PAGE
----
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Psychoactive Drugs Tobacco, Alcohol, and Illicit Substances

2. How do psychoactive drugs affect health?

  • 2.1 What is the health burden attributable to psychoactive drugs?
  • 2.2 What main harmful effects are caused by psychoactive drug use?

2.1 What is the health burden attributable to psychoactive drugs?

The source document for this Digest states:

There is now a developing tradition of estimating the contribution of alcohol, tobacco and illicit substance use to the global burden of disease (GBD). The first significant attempt at this was in the WHO project on the Global burden of disease and injury (6). Based on a standard of measurement known as disability-adjusted life years (DALYs), estimates of the burden imposed on society due to premature death and years lived with disability were assessed. The global burden of disease project showed that tobacco and alcohol were major causes of mortality and disability in developed countries, with the impact of tobacco expected to increase in other parts of the world

Table 3 offers ample evidence that the burden of ill-health from use of psychoactive substances, taken together, is substantial: 8.9% in terms of DALYs. However, GBD findings re-emphasize that the main global health burden is due to licit rather than illicit substances.

Among the ten leading risk factors in terms of avoidable disease burden, tobacco was fourth and alcohol fifth for 2000, and remains high on the list in the 2010 and 2020 projections. Tobacco and alcohol contributed 4.1% and 4.0%, respectively, to the burden of ill health in 2000, while illicit substances contributed 0.8%. The burdens attributable to tobacco and alcohol are particularly acute among males in the developed countries (mainly Europe and North America). This is because men in developed countries have a long history of significant involvement with tobacco and alcohol and because people in these countries live long enough for substance- related health problems to develop.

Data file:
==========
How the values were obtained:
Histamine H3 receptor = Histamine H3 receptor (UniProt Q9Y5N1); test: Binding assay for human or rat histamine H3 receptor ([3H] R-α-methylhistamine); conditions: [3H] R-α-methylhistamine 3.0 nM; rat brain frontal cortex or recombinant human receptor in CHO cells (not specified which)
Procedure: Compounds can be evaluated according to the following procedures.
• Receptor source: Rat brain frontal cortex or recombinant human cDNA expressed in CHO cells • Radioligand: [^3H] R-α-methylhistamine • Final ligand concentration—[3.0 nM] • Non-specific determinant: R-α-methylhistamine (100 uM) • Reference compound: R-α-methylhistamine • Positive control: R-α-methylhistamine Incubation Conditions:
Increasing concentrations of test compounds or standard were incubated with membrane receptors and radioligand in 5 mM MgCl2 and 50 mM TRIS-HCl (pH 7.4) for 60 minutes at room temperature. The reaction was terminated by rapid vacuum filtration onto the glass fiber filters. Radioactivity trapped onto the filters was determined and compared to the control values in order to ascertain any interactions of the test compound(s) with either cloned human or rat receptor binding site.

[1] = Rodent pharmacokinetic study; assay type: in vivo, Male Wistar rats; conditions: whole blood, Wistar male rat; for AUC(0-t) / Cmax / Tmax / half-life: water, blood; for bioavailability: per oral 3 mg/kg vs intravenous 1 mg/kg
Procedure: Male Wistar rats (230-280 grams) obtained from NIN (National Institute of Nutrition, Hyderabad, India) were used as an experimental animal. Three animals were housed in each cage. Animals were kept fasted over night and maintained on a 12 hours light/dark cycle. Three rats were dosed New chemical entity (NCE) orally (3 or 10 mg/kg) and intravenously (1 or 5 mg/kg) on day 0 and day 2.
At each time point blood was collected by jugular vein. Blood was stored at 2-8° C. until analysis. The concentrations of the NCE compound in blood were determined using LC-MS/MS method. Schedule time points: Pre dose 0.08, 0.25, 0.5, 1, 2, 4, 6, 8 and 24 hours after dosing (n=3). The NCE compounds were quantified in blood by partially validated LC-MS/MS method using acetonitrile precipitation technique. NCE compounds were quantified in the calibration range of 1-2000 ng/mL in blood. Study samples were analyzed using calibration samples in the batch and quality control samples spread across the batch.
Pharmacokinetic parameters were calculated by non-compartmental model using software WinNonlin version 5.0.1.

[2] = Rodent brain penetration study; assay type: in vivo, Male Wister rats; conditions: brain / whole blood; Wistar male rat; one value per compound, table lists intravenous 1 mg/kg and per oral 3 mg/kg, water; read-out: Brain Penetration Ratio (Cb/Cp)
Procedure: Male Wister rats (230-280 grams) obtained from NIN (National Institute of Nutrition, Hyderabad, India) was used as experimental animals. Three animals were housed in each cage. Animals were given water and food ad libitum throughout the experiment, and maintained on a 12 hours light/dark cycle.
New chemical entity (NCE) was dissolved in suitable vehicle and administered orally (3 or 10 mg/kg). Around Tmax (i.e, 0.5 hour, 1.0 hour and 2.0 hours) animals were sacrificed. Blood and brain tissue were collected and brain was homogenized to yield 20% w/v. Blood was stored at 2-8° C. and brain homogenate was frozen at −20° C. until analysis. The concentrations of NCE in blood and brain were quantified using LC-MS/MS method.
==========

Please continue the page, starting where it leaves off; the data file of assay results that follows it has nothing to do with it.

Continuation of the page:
Table 3. Percentage of total global mortality and DALYs attributable to tobacco, alcohol and illicit substances

Source & ©: WHO  Neuroscience of psychoactive substance use and dependence, Summary (2004),
Global use of psychoactive substances and burden to health, Burden of disease, p.10-12

2.2 What main harmful effects are caused by psychoactive drug use?

The source document for this Digest states:

Mostly, people use psychoactive substances because they expect to benefit from their use, whether by pleasure or by the avoidance of pain, including social uses. But using psychoactive substances also carries with it the potential for harm, whether in the short run or in the longer term.

The main harmful effects due to substance use can be divided into four categories (see Fig. 2). First there are the chronic health effects. For alcohol this includes liver cirrhosis and a host of other chronic illnesses; for tobacco taken in cigarette form, this includes lung cancer, emphysema and other chronic illnesses. Through the sharing of needles, heroin use by injection is a main vector for transmission of infectious agents such as HIV (see Box 1) and hepatitis B and C virus in many countries. Second there are the acute or short-term biological health effects of the substance. Notably, for drugs such as opioids and alcohol, these include overdose.

Also classed in this category are the casualties due to the substance’s effects on physical coordination, concentration and judgement, in circumstances where these qualities are demanded. Casualties resulting from driving after drinking alcohol or after other drug use feature prominently in this category, but other accidents, suicide and (at least for alcohol) assaults are also included. The third and fourth categories of harmful effects comprise the adverse social consequences of the substance use: acute social problems, such as a sudden break in a relationship or an arrest, and chronic social problems, such as defaults in working life or in family roles

Source & ©: WHO  Neuroscience of psychoactive substance use and dependence, Summary (2004),
Adverse consequences of psychoactive substances and their mechanisms of action, p.12

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